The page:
NEW YORK — You call it promoting an album. Snoop Dogg calls it going out with the homies and having the time of his life.
This week in New York, the Dogg has been everywhere from the "The Late Show With David Letterman" to a recent album-release party for Ego Trippin'. On Thursday night, he even taped the latest episode of "VH1 Storytellers." Snoop threw the VH1 rulebook out the window when he told the audience that he didn't have a tale to tell about the first track he performed, "Whateva U Do."
Obviously this wasn't going to be the normal show where the audience sits down to listen to the artist's musical selections and hear some nice antidotes. Snoop was intent on making the show a full party, and his music — including hits like "Gin & Juice" and "Drop It Like It's Hot" — would not allow anyone in the crowd to stay in their seats. People stood and danced all night. The Dogg was backed by a band — "The Snoopadelics" — that included Teddy Riley; DJs Quik, Battlecat and Jelly; Soopafly on piano; a horn section; backup singers; and Tha Dogg Pound on hypeman vocals.
The Long Beach legend did have plenty of stories to share later on, from his days riding shotgun with Dr. Dre and being medically cleared to use marijuana (he claimed to have glaucoma) to a quip about his children telling him he didn't make songs that kids wanted to dance to. "I said, 'N---a, what you talkin' about?' " Snoop said to the crowd with a grin.
Snoop, in fact, has come up with a foolproof dance song called "Life of the Party," which had guest stars Mistah F.A.B. and Too Short walk up from the crowd for a must-see show.
Another surprise was when Snoop and company performed the Everlast country song "My Medicine." The fact that Snoop Dogg performed a country song is still taking time to settle in, and the fact that he did a country song that got the whole audience to clap their hands and bop like they were in church was a sight to behold.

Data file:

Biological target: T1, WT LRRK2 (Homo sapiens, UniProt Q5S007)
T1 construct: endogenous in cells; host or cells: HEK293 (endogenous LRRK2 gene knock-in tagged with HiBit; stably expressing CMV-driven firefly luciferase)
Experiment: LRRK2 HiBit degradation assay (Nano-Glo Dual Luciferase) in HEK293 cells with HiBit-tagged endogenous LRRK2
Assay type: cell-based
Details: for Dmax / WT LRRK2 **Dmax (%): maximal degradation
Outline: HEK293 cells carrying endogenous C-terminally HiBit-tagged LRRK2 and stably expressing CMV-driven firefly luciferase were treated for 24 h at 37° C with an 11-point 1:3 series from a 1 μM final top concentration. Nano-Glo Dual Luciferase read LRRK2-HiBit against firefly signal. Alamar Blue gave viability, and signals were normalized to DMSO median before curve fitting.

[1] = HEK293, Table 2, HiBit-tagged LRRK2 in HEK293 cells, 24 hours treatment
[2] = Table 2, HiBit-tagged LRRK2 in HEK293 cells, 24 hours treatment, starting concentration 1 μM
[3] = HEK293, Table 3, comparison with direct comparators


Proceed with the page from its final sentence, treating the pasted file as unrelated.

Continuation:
"I love country music," he said. "Love Johnny Cash."
Gap Band lead singer Charlie Wilson came out for "Can't Say Goodbye." The song is about a man who is trying to be there for his family, but he refuses to let the streets go. Once the tune started, an emotional Snoop made the band stop and restart. "That record makes me wanna cry," Snoop said.
The best moment of the show was unscheduled and may not even make the show's cut due to some red tape. The Dogg and his Pound did a rendition of Morris Day and the Time's "Cool." Snoop said he couldn't perform the song on TV because the "man who owns it wouldn't clear it." (According to ASCAP, the writers of that song are former Revolution guitarist Dez Dickerson and a man named Prince.) The band — which sounded better than the recorded tracks — kept their consistent, overachieving sound up, jamming on instrumentals for "Cool" for five minutes before Snoop started singing.
"Teddy, tell me when to come in," said Snoop, who had Daz and Kurupt mimicking the Time by using their hands as a fake mirror, which Snoop pretended to look in. The three began doing Day's patented hop dance.
"Are we hot?" yelled Snoop. "No, we're cool," everyone said in unison. By this time, Riley had left his post on the keyboard and began directing the band like it was a 100-piece symphony. Riley then joined Tha Dogg Pound, laying a towel over Snoop's back. Much like James Brown, the Dogg was definitely not ready to leave.
After "Cool," Snoop sat on a stool and kept singing, "Paid the cost to be the boss," while the band played. Then he freestyled, bringing some melody to cuss words. "We just some real mutha----as," said Snoop. He and Riley went back and forth — Snoop in his real voice, Riley using the auto-tune device at his keyboard.
"VH1 Storytellers: Snoop Dogg" premieres March 31.
In other Snoop news, on Friday morning (March 14), it was announced that the Dogg would not only be appearing on the soap opera "One Life to Live," but he would also be remaking the show's theme song. He told the hosts on "The View" that he loved the program since he was a kid. He would watch it when he was at home on suspension from school.
"I like Bo Buchanan, he's off the hook," Snoop smiled about a character on the show.
He also commented on the Eliot Spitzer scandal, joking that if the disgraced governor would have come to him to get hooked up with a woman, he would have been OK.
"It's too late for advice," Snoop said. "I would have somebody who was real discreet and wouldn't have disclosed his game."